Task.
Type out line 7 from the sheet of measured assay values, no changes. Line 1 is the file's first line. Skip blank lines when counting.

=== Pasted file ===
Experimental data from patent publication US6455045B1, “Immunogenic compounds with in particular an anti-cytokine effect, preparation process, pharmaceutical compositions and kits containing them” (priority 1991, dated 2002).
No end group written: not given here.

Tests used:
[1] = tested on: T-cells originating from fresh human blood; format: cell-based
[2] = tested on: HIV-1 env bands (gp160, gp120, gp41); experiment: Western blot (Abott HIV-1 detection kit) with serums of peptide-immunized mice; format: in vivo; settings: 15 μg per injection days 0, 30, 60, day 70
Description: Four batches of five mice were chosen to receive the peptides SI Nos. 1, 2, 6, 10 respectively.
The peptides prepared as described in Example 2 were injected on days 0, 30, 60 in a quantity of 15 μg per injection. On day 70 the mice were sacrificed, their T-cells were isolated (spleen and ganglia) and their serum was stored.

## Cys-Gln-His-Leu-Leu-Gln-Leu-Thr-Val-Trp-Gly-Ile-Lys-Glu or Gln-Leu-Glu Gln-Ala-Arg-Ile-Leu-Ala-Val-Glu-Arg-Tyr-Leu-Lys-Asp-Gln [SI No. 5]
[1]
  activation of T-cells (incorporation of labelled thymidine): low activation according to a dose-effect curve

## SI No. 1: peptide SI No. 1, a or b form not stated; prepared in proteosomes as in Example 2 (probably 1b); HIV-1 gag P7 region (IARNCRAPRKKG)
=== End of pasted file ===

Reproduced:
The peptides prepared as described in Example 2 were injected on days 0, 30, 60 in a quantity of 15 μg per injection. On day 70 the mice were sacrificed, their T-cells were isolated (spleen and ganglia) and their serum was stored.